“Me Atom. You Jane?” he said with a smile as a blonde woman in a tunic came closer and stared at him. He raised his hands in a placating manner as the villagers jabbered wildly. They seem to be less aggressive since I reduced my size. They may think I’m one of them! Indeed, the odd beings did not try to harm him as they stared at him.
I see the reason I’m such a novelty to them. They look like little people, but they have feet and hands like those of small chimps. These poor people aren’t human at all! They are some type of monkey/human hybrid! He heard a groan and saw the human girl sit up abruptly. “She’s stirring! That won’t go over well with these guys. I’d better get her to safety.” He shrank down to microscopic size, and then as the villagers cried out in surprise, he made his way to the girl and enlarged himself to normal size.
“Miss, we need to get moving!” he said. “You are something of a Mothra to those people below!”
“I am Spirit,” she said. “You speak like Kamandi! You are a mutant?”
“I’m not from these parts!” the Atom said, helping her as they fled from the jungle clearing. He listened to her story.
“Kamandi and I were near the Great Western Wall when an energy surge brought me here,” she explained. “I need to return to him!”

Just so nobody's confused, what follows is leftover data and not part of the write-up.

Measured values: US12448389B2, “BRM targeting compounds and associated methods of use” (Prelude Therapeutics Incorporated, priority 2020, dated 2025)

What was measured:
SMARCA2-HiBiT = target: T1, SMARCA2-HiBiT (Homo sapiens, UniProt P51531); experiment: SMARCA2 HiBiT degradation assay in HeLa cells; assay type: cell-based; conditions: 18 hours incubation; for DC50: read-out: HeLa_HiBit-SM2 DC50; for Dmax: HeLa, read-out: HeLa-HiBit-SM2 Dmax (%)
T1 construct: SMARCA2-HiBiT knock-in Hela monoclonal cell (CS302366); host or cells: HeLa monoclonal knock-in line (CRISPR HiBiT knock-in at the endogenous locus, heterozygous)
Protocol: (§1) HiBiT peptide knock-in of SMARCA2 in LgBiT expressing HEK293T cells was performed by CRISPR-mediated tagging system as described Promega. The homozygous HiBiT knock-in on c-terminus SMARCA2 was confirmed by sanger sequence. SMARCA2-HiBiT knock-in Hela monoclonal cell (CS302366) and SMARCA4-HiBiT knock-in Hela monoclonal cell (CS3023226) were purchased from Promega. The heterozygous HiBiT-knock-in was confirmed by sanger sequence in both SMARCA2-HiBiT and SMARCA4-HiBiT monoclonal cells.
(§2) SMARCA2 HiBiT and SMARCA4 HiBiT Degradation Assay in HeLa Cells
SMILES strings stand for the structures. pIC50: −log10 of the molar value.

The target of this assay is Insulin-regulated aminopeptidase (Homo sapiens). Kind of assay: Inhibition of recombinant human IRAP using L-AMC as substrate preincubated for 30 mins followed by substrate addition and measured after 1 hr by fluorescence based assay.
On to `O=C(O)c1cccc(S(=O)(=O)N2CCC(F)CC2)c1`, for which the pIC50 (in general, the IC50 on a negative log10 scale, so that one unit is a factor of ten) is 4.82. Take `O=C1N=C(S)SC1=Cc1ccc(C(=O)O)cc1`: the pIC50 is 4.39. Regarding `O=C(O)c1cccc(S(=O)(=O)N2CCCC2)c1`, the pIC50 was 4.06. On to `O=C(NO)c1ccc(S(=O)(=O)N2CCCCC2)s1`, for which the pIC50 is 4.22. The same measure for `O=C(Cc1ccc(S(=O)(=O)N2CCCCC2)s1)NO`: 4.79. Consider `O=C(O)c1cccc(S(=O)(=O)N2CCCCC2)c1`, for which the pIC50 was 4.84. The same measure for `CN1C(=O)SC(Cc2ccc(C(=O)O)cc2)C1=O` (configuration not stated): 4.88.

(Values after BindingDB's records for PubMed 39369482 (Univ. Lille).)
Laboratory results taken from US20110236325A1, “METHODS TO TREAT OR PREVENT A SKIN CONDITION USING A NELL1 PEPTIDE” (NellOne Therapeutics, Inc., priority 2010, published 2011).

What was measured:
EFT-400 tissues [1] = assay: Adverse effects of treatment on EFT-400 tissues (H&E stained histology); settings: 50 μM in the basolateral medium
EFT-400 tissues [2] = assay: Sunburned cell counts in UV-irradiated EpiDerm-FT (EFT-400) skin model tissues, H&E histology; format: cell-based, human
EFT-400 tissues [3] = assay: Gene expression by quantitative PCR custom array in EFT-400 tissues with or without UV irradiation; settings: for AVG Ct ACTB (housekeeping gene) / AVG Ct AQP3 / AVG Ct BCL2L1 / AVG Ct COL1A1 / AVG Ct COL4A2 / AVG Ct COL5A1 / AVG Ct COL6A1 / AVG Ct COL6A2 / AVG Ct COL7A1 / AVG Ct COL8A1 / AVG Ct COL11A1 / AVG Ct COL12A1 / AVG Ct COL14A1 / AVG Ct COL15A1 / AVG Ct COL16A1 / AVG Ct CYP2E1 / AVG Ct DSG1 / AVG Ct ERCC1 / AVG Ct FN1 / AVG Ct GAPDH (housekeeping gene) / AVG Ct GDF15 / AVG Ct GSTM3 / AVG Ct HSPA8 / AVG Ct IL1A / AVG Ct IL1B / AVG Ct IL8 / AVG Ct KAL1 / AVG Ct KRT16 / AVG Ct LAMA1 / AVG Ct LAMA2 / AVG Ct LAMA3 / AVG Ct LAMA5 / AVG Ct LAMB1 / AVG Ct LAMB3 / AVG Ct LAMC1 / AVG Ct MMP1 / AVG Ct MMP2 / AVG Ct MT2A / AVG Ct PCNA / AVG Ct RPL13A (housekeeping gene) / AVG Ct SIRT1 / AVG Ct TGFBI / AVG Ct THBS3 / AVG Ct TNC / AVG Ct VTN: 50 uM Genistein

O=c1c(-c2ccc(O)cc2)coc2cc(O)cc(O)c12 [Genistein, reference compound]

“If the Great Western Wall is near the energy source we detected on the JLA Satellite, then it’s in Australia,” said the Atom. “I’ll get you back there if I can. I may need to summon a ride from a pal, though!”
Spirit nodded appreciatively as she leaned against the Atom as he made his way through the jungle.
Hawkman and Aquaman were more than a little bewildered as they came face to face with more of the odd, intelligent animals of the world after the Great Disaster. The heroic duo had materialized in a terrible, barren landscape full of deep craters.
“This looks like the terrain of the Moon!” said Hawkman.
Aquaman nodded. “I’d say we’re both fish out of water here. It staggers the mind to imagine the kind of disaster that could have resulted in this type of drastic alteration to the environment.”